The book basically covers, as the title suggests, the intellectual history of economic thought - what currently would be called economics - up to an including Adam Smith's landmark work The Wealth of Nations.
However, as is fitting with Rothbards libertarian background, the book is written with a special eye on free market thoughts.
Moreover, towards the end of the book, Rothbard's agenda becomes clearer and clearer as Adam Smith gets a very, very disfavorable treatment by Rothbard - and with his characteristically vivid use of words.
Thus, the book is not a dispassionate historical account on the evolution of economic thought, but in addition an value-laden evaluation of different schools and trains of thought.
Was it good?
The book is quite monumental, the first volume alone running for nearly 600 pages. The text is very informative and quite often told by focusing on certain key individuals, their careers, thoughts and influences. In the usual Rothbardian style, the text is very enjoyable to read.
However, the value-laden nature of the text starts to become perhaps a bit too striking towards the end of the book - especially considering that the text is (supposedly) academic by nature. In particular, the treatment of Adam Smith is very harsh, as can be seen in the following quote (pp. 435-436):
The problem is that he originated nothing that was true, and that whatever he originated was wrong; that, even in an age that had fewer citations or footnotes than our own, Adam Smith was a shameless plagiarist, acknowledging little or nothing and stealing large chunks ... And even though a plagiarist, he plagiarized badly, adding new fallacies to the truths he lifted ... Wealth of Nations is a huge, sprawling, inchoate, confused tome, rife with vagueness, ambiguity and deep inner contradictions.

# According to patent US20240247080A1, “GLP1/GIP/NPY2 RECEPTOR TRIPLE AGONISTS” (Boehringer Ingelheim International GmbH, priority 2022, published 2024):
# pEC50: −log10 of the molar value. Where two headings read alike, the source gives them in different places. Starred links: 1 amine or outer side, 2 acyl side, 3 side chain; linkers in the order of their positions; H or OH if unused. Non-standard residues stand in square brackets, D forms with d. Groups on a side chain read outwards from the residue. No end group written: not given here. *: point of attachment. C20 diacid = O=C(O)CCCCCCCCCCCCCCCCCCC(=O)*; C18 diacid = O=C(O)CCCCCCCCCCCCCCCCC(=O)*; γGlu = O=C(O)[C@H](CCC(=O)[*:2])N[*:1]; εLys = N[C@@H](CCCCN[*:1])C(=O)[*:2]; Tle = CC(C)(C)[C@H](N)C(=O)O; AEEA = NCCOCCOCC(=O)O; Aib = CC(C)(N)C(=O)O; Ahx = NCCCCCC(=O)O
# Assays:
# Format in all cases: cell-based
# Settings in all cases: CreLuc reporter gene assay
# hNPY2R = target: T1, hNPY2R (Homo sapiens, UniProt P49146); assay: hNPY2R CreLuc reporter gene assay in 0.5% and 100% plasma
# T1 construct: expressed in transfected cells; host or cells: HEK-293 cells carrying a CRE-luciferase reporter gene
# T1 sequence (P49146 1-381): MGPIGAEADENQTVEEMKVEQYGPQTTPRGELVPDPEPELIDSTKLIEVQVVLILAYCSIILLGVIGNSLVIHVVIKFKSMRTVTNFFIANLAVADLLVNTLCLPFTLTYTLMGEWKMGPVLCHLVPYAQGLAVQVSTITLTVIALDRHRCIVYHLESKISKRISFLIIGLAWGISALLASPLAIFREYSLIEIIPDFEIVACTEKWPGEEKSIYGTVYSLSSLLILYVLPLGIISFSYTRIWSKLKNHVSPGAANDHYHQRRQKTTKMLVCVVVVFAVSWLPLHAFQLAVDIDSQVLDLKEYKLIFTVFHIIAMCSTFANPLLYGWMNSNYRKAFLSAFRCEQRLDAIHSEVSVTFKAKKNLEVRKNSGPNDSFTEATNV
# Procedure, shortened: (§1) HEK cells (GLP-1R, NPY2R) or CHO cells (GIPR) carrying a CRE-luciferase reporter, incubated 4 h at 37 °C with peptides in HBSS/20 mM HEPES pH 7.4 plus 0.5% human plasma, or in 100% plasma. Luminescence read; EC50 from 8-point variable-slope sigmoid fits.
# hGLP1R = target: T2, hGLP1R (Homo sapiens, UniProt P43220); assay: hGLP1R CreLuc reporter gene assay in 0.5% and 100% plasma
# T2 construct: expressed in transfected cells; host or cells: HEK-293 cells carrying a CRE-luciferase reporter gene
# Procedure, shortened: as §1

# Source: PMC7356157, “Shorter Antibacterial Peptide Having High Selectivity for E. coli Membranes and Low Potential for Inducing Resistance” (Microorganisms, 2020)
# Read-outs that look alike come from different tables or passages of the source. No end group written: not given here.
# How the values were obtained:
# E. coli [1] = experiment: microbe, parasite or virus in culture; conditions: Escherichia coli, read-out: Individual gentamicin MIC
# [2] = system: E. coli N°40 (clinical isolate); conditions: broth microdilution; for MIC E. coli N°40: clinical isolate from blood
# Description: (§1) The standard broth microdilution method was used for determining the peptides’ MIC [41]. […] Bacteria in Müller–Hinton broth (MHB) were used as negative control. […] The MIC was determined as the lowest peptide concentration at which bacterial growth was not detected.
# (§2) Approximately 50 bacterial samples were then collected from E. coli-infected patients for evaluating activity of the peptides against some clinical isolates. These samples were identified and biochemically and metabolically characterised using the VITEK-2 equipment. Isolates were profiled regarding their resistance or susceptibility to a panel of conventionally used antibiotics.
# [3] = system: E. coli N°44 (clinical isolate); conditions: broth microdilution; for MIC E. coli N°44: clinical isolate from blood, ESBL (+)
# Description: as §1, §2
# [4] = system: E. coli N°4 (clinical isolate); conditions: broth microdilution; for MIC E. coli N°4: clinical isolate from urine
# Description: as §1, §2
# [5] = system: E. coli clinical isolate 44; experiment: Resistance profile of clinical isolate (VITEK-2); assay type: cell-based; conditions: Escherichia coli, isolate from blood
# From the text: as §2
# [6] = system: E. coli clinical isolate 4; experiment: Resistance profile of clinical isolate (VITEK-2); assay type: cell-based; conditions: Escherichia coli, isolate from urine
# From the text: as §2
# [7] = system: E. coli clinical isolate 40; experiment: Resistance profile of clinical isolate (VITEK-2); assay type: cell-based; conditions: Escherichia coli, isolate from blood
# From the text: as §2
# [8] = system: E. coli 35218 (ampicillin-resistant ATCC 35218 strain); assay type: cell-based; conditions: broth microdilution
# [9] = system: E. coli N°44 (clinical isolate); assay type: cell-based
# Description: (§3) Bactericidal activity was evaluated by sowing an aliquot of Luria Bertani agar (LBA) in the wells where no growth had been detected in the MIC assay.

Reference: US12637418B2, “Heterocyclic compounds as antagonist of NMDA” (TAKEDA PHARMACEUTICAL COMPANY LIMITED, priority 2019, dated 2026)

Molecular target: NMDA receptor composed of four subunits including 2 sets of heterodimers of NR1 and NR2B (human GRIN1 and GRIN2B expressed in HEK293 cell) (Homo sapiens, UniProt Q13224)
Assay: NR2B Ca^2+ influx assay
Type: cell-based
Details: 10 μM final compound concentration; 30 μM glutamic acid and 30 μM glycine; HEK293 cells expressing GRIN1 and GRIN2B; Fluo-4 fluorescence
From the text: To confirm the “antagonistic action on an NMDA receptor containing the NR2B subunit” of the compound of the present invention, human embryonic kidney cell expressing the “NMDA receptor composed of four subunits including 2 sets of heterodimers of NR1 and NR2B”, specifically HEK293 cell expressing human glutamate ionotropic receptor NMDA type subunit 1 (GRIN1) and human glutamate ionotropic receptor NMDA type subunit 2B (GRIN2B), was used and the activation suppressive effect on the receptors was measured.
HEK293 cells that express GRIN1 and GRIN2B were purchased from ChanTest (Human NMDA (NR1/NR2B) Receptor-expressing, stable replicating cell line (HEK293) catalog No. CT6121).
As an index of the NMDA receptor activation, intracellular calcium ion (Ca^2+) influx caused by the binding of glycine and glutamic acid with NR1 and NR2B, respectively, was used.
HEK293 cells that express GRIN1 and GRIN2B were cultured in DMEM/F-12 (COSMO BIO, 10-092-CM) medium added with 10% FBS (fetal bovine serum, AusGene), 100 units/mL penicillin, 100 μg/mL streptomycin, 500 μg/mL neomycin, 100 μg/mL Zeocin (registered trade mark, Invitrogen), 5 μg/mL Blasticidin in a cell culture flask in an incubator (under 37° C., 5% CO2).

You really get the sense that Rothbard was no fan of Smith. However, it must be admitted that Rothbard can write, which makes any book by Rothbard a pleasant reading experience.
The main take-away for me?
In a text like these, there is a wealth of take-aways to be had, from the nature of money or value to the theory of interest rates.
However, perhaps the big meta-take-away for me is the importance of simple problems. Indeed, it seems to me that economic thought has made greatest progress when a clear, well-thought answer to a simple problem has been advanced. As one example, the diamond-water paradox, or the paradox of value, was one such simple problem which lead to the 'marginalist revolution' in economics. Another such example is the question of why is there such a thing as interest (rate for money).
Who should read the book?
Quite obviously, this book is not for everyone already because of its scale and scope. Instead, I presume that the book appeals most to those interested in intellectual history and that in political economy in particular. Moreover, it certainly would not hurt, if one has a favorable attitude towards free market thinking in addition.
The book freely available at Ludwig von Mises Institute: An Austrian Perspective on the History of Economic Thought, Volume 1